The US sent 130 more troops to Iraq on Tuesday. But don’t call it a combat mission.

Another 130 US troops arrived in Iraq on Tuesday on what the Pentagon described as a temporary mission to assess the scope of the humanitarian crisis facing thousands of displaced Iraqi civilians trapped on Sinjar Mountain and evaluate options for getting them out to safety.

Defence secretary Chuck Hagel announced the deployment in remarks to Marines at Camp Pendleton, Southern California base on the final stop of a week-long, around-the-world trip that also took him to India, Germany and Australia.

“This is not a combat boots on the ground kind of operation,” Hagel said. “We’re not going back into Iraq in any of the same combat mission dimensions that we once were in in Iraq,” he added, referring to the eight-year war that cost more than 4,400 US lives and soured the American public on military involvement in Iraq.

The more the administration keeps saying that, the more it signals either fear or indecision to ISIS — who, while we’re dithering over what to do, are advancing in Iraq and turning up here in the US.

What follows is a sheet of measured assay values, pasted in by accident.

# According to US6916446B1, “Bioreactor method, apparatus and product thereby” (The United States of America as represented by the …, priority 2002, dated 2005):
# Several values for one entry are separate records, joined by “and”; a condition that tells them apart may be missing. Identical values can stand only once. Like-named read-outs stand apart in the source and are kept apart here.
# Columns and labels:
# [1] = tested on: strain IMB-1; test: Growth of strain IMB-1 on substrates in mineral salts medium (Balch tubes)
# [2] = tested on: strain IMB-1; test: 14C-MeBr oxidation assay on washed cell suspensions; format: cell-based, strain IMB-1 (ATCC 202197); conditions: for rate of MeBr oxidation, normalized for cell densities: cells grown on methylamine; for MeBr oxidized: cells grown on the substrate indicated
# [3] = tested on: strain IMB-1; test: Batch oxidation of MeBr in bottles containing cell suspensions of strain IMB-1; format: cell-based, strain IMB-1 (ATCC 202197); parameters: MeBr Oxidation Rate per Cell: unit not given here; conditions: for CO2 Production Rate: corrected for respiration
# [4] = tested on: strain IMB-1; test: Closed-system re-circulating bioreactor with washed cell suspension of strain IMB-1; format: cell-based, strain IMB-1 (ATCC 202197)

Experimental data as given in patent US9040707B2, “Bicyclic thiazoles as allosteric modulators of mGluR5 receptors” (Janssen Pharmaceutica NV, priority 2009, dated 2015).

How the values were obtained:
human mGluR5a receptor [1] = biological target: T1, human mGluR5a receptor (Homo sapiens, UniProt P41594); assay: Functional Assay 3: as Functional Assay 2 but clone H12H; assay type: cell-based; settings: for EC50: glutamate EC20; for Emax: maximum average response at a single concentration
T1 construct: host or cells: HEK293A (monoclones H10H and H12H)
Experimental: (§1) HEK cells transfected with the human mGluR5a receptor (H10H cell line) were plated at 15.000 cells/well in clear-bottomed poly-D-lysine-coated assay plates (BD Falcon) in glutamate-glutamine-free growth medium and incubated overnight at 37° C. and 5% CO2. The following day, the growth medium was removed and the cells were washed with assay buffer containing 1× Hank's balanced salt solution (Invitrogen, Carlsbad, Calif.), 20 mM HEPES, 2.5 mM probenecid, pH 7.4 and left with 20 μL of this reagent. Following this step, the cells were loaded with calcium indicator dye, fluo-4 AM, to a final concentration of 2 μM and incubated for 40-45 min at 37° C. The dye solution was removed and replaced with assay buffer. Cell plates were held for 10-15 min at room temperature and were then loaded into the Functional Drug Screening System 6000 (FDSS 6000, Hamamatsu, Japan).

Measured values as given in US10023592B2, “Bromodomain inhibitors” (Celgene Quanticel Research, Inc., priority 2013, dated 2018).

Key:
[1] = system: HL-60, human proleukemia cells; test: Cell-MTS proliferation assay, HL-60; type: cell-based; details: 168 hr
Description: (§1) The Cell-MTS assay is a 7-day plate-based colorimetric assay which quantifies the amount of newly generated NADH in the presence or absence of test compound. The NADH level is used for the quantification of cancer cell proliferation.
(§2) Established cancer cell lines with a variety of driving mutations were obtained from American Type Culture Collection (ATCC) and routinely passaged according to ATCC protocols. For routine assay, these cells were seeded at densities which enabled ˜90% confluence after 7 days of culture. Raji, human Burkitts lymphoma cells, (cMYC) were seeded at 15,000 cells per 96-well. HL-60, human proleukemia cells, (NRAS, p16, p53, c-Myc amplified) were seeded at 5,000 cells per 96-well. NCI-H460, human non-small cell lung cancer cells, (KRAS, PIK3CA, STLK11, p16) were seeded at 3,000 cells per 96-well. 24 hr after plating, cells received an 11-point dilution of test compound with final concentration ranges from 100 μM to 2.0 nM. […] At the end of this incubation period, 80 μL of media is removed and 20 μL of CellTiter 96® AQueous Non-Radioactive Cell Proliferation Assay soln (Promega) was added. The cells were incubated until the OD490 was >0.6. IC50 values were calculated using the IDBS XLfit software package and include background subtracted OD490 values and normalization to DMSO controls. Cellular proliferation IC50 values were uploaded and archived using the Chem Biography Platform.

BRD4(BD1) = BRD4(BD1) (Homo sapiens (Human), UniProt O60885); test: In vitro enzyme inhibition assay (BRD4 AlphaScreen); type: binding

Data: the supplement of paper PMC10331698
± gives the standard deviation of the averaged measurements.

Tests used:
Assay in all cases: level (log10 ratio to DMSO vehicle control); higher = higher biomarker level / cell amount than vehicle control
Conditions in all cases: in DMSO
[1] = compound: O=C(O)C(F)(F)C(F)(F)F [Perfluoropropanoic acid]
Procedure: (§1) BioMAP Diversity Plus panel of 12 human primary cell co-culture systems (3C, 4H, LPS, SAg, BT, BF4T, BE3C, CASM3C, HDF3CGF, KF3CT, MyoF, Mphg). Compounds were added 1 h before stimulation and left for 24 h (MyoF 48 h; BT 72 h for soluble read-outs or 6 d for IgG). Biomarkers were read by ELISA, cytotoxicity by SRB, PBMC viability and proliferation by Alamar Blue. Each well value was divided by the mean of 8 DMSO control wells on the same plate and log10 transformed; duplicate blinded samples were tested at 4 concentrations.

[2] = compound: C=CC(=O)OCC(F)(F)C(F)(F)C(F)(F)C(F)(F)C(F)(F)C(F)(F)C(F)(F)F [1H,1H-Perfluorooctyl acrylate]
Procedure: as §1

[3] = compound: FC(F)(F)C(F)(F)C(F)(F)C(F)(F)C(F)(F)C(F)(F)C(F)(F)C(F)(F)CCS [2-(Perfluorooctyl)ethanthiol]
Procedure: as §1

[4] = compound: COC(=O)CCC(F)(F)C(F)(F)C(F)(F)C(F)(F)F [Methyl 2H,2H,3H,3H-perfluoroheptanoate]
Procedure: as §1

ISIS is poised to give us the same choice that al Qaeda did — fight them over there, or fight them right here.

Another defense official, speaking on condition of anonymity to provide additional details on the sensitive mission, said the extra troops were Marines and special operations forces whose mission was to assess the situation in the Sinjar area and to develop additional humanitarian assistance options beyond current US efforts there. Still another official said the mission for the 130 troops could last less than one week.

That official also said that while the troops were not being sent in to execute some type of rescue mission of the Yazidis on the mountain, they would assess the feasibility of a rescue or what one might look like. The also would assist in the ongoing effort to evaluate the use of airstrikes as part of the mission to protect the Yazidis from attacks by the Islamic State militants.

Hagel referred to the 130 as “assessors.”

President Barack Obama has said repeatedly he will not send ground combat forces back into Iraq.

He says lots of things. He actually means some of them.